Non-human primate accommodation, care and use

Click to download the primate accommodation, care and use guidelinesA small proportion of research, studentships or fellowships funded by the NC3Rs, BBSRC, EPSRC, MRC, Royal Society, Wellcome Trust and other AMRC charities involves the use of non-human primates.

The funding bodies recognise concerns about the use of non-human primates in research, and the difficulties associated with meeting the environmental, behavioural and social needs of these highly intelligent animals in a laboratory environment.

To help address these issues, we have, in partnership with the funding bodies, produced guidelines on non-human primate accommodation, care and use.

Document: Primate accommodation, care and use (PDF, 377KB)
Published: August 2006
Reference: NC3Rs (2006) Primate accommodation, care and use. London: NC3Rs

The guidelines were published in 2006 and have been instrumental in improving the housing and care of non-human primates at UK universities and other publicly funded laboratories through, for example, requiring increased space for the animals, social housing and foraging opportunities – all of which are critical for the expression of natural behaviours. The guidelines exceed the legal minimum standards required by the UK Animals (Scientific Procedures) Act 1986 and associated Codes of Practice, the US ILAR Guide, and similar international texts.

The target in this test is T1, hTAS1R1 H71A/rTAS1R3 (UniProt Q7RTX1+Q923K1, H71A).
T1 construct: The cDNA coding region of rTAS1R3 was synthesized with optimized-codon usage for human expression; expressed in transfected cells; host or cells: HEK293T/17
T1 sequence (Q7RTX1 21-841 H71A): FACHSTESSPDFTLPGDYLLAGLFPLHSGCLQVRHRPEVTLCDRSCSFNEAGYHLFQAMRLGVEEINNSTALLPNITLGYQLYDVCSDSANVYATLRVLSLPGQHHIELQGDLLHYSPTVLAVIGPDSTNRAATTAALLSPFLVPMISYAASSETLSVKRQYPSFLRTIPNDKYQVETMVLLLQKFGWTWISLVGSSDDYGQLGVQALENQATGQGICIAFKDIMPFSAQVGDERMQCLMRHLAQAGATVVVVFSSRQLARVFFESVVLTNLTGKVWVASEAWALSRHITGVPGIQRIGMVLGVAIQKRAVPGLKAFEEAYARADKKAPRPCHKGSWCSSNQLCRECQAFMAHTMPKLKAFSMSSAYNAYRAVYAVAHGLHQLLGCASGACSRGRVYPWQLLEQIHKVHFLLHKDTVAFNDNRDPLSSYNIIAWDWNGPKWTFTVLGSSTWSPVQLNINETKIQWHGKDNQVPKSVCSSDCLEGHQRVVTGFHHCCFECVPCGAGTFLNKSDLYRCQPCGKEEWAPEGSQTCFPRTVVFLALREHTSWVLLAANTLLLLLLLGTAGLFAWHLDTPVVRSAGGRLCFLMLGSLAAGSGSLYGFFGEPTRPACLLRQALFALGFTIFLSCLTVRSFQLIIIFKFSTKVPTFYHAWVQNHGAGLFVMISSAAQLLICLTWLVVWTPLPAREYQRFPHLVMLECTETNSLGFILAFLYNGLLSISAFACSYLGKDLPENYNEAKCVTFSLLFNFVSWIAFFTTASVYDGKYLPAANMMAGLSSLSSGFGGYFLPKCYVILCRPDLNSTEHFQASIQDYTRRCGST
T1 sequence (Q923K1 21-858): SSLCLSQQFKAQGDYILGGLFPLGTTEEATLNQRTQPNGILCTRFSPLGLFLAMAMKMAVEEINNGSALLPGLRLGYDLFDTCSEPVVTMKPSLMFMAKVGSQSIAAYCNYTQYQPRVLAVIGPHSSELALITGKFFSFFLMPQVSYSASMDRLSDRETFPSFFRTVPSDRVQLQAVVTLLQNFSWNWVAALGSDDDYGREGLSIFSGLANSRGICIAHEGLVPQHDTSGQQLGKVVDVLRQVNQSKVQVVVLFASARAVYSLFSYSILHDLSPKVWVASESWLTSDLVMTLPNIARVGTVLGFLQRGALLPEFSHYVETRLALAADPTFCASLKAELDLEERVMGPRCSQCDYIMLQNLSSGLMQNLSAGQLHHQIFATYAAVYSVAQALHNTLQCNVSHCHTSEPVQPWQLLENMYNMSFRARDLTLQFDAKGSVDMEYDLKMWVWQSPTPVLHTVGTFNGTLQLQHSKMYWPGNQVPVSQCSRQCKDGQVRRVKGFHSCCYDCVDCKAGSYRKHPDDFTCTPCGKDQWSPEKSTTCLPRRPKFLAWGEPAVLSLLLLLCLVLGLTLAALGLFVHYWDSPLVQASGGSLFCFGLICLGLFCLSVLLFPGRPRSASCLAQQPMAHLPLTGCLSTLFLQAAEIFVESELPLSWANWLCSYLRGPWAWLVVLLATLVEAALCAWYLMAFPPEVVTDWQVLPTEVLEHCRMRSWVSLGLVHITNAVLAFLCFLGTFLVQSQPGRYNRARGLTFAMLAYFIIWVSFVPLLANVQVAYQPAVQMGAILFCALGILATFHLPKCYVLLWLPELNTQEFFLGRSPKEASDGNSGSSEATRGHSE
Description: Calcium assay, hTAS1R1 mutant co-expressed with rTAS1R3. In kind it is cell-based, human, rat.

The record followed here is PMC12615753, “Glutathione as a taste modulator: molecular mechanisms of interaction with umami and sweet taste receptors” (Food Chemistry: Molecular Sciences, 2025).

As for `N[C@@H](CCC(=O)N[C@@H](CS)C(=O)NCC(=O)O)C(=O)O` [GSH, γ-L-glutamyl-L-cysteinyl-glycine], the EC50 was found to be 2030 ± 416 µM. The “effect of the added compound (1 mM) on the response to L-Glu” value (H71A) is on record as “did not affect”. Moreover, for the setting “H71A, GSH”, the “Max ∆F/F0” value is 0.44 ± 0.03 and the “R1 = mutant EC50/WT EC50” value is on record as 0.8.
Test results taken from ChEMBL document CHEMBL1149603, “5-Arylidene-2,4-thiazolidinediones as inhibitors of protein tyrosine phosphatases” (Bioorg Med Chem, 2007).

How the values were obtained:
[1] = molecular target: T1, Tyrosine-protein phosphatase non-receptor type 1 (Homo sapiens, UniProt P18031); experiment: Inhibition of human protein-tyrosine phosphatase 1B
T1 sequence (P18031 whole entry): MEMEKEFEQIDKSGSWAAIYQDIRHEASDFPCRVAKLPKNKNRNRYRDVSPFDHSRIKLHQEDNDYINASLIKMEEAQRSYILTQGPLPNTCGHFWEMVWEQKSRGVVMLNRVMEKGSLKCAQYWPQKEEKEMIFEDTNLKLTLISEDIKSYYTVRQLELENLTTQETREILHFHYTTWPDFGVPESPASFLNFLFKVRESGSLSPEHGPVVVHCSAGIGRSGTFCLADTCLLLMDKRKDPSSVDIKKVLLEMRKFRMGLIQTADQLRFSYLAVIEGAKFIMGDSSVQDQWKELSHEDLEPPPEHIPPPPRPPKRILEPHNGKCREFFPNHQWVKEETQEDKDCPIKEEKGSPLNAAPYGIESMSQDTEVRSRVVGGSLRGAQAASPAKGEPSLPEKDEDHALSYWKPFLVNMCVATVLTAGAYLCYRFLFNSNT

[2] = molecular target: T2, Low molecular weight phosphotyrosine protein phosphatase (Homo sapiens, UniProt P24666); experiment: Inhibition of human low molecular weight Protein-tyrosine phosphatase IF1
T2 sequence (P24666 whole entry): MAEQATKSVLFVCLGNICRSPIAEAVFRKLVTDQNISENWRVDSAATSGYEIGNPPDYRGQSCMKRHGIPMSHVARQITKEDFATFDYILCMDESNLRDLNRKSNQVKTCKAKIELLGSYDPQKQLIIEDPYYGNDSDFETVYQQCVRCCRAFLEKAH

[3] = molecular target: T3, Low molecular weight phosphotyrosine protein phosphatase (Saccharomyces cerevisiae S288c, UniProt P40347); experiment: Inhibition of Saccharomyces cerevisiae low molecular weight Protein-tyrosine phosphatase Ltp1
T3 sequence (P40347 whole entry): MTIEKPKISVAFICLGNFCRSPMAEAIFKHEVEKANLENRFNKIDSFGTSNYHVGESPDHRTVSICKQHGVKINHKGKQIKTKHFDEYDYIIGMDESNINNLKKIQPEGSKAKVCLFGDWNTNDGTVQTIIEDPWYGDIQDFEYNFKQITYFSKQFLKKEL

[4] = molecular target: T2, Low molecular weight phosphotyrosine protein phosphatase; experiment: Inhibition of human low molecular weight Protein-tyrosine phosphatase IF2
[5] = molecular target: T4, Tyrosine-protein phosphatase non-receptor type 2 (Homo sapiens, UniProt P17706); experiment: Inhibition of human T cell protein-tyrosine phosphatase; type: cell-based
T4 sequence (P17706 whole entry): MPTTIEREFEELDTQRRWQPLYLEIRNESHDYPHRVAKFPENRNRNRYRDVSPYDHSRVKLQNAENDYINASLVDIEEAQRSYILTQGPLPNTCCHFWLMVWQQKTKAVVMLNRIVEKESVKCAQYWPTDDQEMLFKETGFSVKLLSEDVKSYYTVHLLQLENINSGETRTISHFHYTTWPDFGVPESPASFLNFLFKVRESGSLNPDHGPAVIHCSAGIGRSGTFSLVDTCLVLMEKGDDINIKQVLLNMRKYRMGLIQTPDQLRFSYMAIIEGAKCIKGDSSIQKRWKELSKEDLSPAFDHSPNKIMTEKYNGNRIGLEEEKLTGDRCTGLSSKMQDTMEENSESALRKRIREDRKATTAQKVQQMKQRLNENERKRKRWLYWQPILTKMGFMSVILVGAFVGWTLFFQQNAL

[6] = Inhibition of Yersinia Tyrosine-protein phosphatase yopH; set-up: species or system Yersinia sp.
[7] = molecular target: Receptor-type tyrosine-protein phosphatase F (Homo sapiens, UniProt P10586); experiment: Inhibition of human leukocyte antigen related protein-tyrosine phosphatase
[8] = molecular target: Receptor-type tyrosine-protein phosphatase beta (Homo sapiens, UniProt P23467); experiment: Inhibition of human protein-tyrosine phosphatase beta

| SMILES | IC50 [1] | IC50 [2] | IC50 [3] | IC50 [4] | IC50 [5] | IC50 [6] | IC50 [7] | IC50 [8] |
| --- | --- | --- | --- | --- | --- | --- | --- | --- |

Implementation of the principles in the guidelines is a condition of receiving funds for non-human primate research (conducted in the UK and abroad) from the funding bodies.

The guidelines complement the peer review process for grant applications involving non-human primates, which takes into account welfare considerations, implementation of the 3Rs, and compliance with the guidelines, through the involvement of the NC3Rs.

Researchers (staff and grant holders) and their host establishments are responsible for applying the guidelines. It is recommended that the Animal Welfare and Ethical Review Body (AWERB) should be central to their implementation, given its role in overseeing standards of animal accommodation, care and use locally.